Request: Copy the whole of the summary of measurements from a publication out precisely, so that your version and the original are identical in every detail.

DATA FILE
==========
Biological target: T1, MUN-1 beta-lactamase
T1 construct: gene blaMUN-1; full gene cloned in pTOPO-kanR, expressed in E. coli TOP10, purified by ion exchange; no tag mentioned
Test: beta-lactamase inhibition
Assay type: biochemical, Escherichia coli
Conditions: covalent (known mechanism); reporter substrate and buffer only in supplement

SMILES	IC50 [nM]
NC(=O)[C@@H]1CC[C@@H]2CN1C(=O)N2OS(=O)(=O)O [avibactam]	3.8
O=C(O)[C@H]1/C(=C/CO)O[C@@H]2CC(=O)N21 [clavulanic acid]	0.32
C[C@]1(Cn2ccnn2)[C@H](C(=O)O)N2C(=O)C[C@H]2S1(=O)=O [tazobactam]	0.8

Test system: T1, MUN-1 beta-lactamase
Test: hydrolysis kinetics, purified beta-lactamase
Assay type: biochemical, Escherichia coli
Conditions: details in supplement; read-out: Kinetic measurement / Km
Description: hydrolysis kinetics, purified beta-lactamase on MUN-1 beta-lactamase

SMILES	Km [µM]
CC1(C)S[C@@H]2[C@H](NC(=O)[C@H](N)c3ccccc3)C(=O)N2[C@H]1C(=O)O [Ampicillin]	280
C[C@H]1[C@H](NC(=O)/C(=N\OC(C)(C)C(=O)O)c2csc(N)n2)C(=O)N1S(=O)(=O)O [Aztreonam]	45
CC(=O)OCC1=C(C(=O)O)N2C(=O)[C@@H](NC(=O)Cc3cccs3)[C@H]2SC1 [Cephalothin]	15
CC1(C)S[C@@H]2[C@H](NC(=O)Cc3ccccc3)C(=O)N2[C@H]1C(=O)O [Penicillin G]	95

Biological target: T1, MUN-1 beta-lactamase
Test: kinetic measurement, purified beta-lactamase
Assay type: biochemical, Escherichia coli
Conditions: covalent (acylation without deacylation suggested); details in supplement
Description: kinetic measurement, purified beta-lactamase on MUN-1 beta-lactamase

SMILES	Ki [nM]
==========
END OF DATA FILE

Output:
Biological target: T1, MUN-1 beta-lactamase
T1 construct: gene blaMUN-1; full gene cloned in pTOPO-kanR, expressed in E. coli TOP10, purified by ion exchange; no tag mentioned
Test: beta-lactamase inhibition
Assay type: biochemical, Escherichia coli
Conditions: covalent (known mechanism); reporter substrate and buffer only in supplement

SMILES	IC50 [nM]
NC(=O)[C@@H]1CC[C@@H]2CN1C(=O)N2OS(=O)(=O)O [avibactam]	3.8
O=C(O)[C@H]1/C(=C/CO)O[C@@H]2CC(=O)N21 [clavulanic acid]	0.32
C[C@]1(Cn2ccnn2)[C@H](C(=O)O)N2C(=O)C[C@H]2S1(=O)=O [tazobactam]	0.8

Test system: T1, MUN-1 beta-lactamase
Test: hydrolysis kinetics, purified beta-lactamase
Assay type: biochemical, Escherichia coli
Conditions: details in supplement; read-out: Kinetic measurement / Km
Description: hydrolysis kinetics, purified beta-lactamase on MUN-1 beta-lactamase

SMILES	Km [µM]
CC1(C)S[C@@H]2[C@H](NC(=O)[C@H](N)c3ccccc3)C(=O)N2[C@H]1C(=O)O [Ampicillin]	280
C[C@H]1[C@H](NC(=O)/C(=N\OC(C)(C)C(=O)O)c2csc(N)n2)C(=O)N1S(=O)(=O)O [Aztreonam]	45
CC(=O)OCC1=C(C(=O)O)N2C(=O)[C@@H](NC(=O)Cc3cccs3)[C@H]2SC1 [Cephalothin]	15
CC1(C)S[C@@H]2[C@H](NC(=O)Cc3ccccc3)C(=O)N2[C@H]1C(=O)O [Penicillin G]	95

Biological target: T1, MUN-1 beta-lactamase
Test: kinetic measurement, purified beta-lactamase
Assay type: biochemical, Escherichia coli
Conditions: covalent (acylation without deacylation suggested); details in supplement
Description: kinetic measurement, purified beta-lactamase on MUN-1 beta-lactamase

SMILES	Ki [nM]